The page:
The real problem is slowing the remorseless trend of future growth. Until healthcare consumers are made to think about costs, that may be impossible. Consumers resist constraint because they think employers are paying for their health insurance; in fact, of course, workers are paying through lower wages.In fact, the runup in healthcare costs is mainly driven by the incentive structure for doctors, who are paid by the procedure and have financial incentives to order costly tests and treatments (and the negative incentive of defensive medicine, thanks to our litigiousness); by drug companies, which deploy multiple means of bribing doctors to prescribe expensive (and often unproven) new medications, and who have lobbied their way to nearly unchecked pricing power; by insurers, who waste half of doctors' time with insanely arcane claims procedures and cherry-pick the healthiest patients; by the legions of uninsured, whose uncompensated care adds nearly a thousand dollars to the average family healthcare premium; and by the massive failure of our swiss cheese system to deliver preventive care.
It is counterproductive and immoral to induce people to access less healthcare by creating strong financial incentives to eschew treatment. In fact that's just what we do: there are tens of millions of people in this country halving their medication doses, going years without dental care, and avoiding visits to specialists they can ill-afford. You can't have adequate preventive care when every visit demands a consequential financial outlay.
Far from overconsuming healthcare, even Americans with insurance are increasingly underinsured. As reported by Jacob S. Hacker in The Great Risk Shift (2006):
Among insured Americans, 51 million spend more than 10 percent of their income on medical care. One out of six working-age adults are carrying medical debt,and 70 percent had insurance when they incurred it...nearly six in ten of the underinsured postponed needed medical care because of the cost, nearly four in ten had to put off home or car maintenance or repairs due to medical expenses, a third had to dig deep into their savings to pay for medical care, and more than one in five made job-related decisions based mainly on their health care needs. Strikingly, the median family income of the underinsured was $58,000--almost exactly the same as the median income of those with adequate coverage.Crook has fallen victim to the Republican fallacy that adequate, affordable care creates "moral hazard" -- that patients will gorge themselves on on an open medical buffet if every item is not a la carte. In our healthcare system, the players morally at hazard are doctors who earn more if they prescribe more services, insurers who earn more by cherry-picking customers, and drug companies that earn more by turning doctors into shills. In the U.S., patients' hazard is physical and financial, not moral.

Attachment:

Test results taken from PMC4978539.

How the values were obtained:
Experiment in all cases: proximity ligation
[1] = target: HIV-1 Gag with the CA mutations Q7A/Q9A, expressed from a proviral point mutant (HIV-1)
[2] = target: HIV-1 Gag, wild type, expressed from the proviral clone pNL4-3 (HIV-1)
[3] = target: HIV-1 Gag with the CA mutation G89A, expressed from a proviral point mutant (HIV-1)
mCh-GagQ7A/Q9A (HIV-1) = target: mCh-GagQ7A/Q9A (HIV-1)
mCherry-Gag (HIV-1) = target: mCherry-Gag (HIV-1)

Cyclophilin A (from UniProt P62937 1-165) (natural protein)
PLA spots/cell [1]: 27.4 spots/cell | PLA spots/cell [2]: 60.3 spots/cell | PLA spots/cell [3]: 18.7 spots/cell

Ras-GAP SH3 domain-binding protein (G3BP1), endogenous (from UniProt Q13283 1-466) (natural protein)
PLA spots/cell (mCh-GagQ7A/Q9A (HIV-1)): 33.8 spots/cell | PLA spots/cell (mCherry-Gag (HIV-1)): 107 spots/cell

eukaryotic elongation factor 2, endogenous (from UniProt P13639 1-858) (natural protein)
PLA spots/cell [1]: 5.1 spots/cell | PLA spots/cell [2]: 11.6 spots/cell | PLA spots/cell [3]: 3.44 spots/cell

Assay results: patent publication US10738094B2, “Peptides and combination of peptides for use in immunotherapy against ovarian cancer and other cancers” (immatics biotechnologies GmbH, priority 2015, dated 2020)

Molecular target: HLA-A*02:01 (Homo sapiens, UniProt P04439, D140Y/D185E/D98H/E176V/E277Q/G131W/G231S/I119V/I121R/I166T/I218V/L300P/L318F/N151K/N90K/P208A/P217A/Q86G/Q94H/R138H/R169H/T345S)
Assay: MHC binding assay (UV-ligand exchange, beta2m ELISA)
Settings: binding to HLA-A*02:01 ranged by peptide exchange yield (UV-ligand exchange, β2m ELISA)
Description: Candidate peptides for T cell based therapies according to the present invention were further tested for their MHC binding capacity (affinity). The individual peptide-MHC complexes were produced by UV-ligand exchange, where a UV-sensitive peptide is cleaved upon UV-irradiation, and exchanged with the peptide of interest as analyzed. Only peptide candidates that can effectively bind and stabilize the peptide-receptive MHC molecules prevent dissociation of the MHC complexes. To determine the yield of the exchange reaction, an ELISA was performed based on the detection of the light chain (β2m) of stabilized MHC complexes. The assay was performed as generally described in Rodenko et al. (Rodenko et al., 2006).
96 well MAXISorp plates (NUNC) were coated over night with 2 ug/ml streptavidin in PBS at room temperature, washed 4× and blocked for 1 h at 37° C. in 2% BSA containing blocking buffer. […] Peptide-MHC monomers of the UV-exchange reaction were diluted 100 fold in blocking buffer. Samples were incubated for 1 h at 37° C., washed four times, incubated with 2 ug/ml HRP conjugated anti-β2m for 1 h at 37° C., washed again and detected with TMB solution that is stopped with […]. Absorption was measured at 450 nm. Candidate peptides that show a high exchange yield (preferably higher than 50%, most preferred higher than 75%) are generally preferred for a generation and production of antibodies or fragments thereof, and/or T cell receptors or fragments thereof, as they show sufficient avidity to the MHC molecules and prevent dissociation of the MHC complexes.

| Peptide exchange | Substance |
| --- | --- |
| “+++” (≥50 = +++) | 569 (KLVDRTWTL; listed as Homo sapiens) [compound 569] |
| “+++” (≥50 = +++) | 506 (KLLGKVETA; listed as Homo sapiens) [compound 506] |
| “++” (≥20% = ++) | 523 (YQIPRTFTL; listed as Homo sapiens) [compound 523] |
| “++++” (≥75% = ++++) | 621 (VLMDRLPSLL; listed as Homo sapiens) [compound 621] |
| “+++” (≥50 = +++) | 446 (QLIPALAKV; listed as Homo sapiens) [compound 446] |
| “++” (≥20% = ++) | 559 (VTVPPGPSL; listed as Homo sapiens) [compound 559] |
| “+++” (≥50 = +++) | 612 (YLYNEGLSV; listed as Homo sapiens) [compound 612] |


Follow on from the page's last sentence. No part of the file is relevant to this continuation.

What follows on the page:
Belief among healthcare economists and policymakers that freedom from paying substantial fee-for-service sums leads patients to inefficiently overuse healthcare services rests largely on the famous RAND Health Insurance Experiment (HIE), a study of consumers provided with varying forms of health insurance over an extended period of time. The RAND HIE, begun in 1974 with results published in 1987 and 1993, purported to find that those in plans where they paid no fees for individual services used more healthcare than those in fee-for-service plans but did not enjoy any measurable health benefits as a result. In other words, the additional care accessed by those for whom services were "free" was effectively wasted.
This conclusion was effectively debunked in an analysis by John A. Nyman, published in October 2007 in the Journal of Health Policy, Politics and Law. Noting that all participants in HIE had the option of dropping out at will and returning to the health plan they held prior to the experiment, Nyman reported that sixteen times as many participants dropped out of the fee-for-service plans as out of the free plans. Since participants were given a financial incentive to remain in the experiment, the inescapable conclusion is that those who dropped out of the fee-for-service plans did so because they became seriously ill or were injured badly enough to need expensive care. In Nyman's analysis, "moral hazard" is exposed as essentially another word for "risk sharing." Those who need expensive healthcare access it if it is not financially prohibitive; those who don't need expensive procedures subsidize those who do. That's what insurance is for.